“Some are born lean, some achieve leanness…” We need to get serious about #2 before we have “leanness thrust upon us.”

            2. heresy101

              Nuclear is DEAD! Just as bankrupt as Toshiba and Westinghouse.

              If there is any nuclear in our electricity future, it will be from the Koreans and Chinese. They are working on Thorium reactors that work but need to become cost competitive. But, this is not the kind of nuclear that you are promoting; you are promoting the wonderful Westinghouse nuclear model.

              1. Grumpy Engineer

                You misrepresent me.

                I haven’t said anything about Westinghouse. And if you scour the comment sections of NC thoroughly enough, you’ll discover that I’ve explicitly pointed to South Korea as the example we should follow. Their nuclear reactors have been both reliable and cheap.

            3. oh

              When the 99% cannot afford this “comfortable” existence due to high energy costs, things will change and they’ll be leaner and the boys in the Nuke Industry will wail!

          2. Ancient 1

            You are correct. This Western lifestyle is not sustainable and will have to be corrected in order for our survival. Those of you who are familiar with the Great Depression and WWII recall how this country’s ordinary citizens’ lifestyle changed by force in order to survive. Will this happen again, voluntarily or by force?

      4. Thor's Hammer

        Plutonium, I think you are confusing the needs of the military/industrial system with the requirements for using nuclear reactions to produce electricity.

        Since the military has an endless wish list for technologies and insatiable desire to create profit opportunities for it’s corporate owners, of course they would like to have compact nuclear power plants so every small group of soldiers could use one to make espresso in the morning– or at least have one for the officers kitchen. The military’s sociopathic desires have little to do with citizen’s needs for safe and affordable electricity.

        Civilian conventional light water reactors are not primarily intended to produce electricity inexpensively and safely. Their first purpose is to support the industry of making nuclear bombs. Their secondary purpose is to create a monopoly for the makers of zircronium solid fuel rods and a cost-plus boondoggle during construction. Its not surprising that it takes 10 years and ten billion dollars to build a new plant.

        What would a nuclear power system look like if it were intended to provide a base load power source for a modern industrial society?

        1- Totally reliable fail-safe design
        2- Standardized assembly line production
        3- Difficult or impossible to use for making weapons
        4- Automatic cold shut-down into permanent safe storage mode with no human intervention necessary
        5- Minimal volume of radioactive waste, and that with a short half life instead of 10,000 years
        6- Continuous liquid refueling
        7- Fuel supplies sufficient for thousands of years
        8- Plant cost potentially 1/10 that of current nuclear reactors

        The basic design for such a technology was developed at the Oak Ridge National Laboratory 60 years ago but was never developed beyond a successful operating prototype. There is no technological barrier to the LFTR being implemented. Its fatal flaw—- it is not good for making nuclear bombs.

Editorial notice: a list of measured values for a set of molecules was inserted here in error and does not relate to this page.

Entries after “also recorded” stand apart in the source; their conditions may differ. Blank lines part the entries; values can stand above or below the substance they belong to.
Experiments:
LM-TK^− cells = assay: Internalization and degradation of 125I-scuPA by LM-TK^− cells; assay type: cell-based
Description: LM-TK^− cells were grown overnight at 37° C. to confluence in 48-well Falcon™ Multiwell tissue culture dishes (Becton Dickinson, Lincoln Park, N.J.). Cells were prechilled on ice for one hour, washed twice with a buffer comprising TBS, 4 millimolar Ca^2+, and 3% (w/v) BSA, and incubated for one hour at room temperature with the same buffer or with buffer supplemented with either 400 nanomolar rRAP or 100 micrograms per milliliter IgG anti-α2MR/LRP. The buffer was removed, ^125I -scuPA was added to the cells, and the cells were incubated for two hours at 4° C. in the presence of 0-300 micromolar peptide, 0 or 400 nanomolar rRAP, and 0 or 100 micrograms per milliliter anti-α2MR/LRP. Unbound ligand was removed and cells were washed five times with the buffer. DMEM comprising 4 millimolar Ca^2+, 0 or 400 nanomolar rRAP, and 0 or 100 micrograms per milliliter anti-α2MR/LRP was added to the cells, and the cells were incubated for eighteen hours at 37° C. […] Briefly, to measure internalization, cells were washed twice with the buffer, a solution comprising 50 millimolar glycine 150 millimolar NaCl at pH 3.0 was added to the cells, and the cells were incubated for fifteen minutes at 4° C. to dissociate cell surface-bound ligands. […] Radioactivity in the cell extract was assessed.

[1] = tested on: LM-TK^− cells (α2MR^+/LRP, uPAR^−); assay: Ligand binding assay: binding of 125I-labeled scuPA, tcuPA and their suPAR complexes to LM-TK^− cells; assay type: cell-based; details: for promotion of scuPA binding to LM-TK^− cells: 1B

And there you have it— a perfect example of why the human race would rather march lock-step over the cliff than attain the wisdom to solve it’s dilemma.

        1. Jeremy Grimm

          After hearing about all sorts of wonderful inventions and developments that for one reason or another never found their way to realization — I am skeptical of this wonderful nuclear power design of 60 years ago. How many nuclear power plants were devoted to generating materials for nuclear bombs? How many nuclear power plants do we have scattered around the country? There must be more to this story about the clean-safe-cheap nuclear power system than “it is not good for making nuclear bombs”.

          1. Thor's Hammer

            Of course there is more to the story. Politics. Even as simple a fact as Nixon wanting to direct jobs to Lockheed in his congressional district was sufficient to sway the entire course of an industry. If you think that superior ideas,better technologies, or higher moral standards always triumph in the real world you are just being naive.

            I suggest you spend a few hours learning about the technology and history of the LFTR reactor design, then come to a engineer’s or logical layman’s conclusion on your own.

            For my part, once I understood what an engineering nightmare the standard pressure water nuclear power plant is I was shocked. And awed that anyone could locate 6 of these hypercritical design disasters behind a seawall predicted to be breached at a probability of once every century or two. And then locate the spent fuel pools directly on top of the reactor where they are bound to be blown apart in any runaway cooling scenario. And locate the emergency back up generator systems where they were bound to be flooded.

            There is no limit to human stupidity when combined with greed.

            Actually I am as skeptical as you — not about the technological superiority of the LFTR reactor, but about the capabilities of humans to manage any complex system over the long run.

  1. Andrew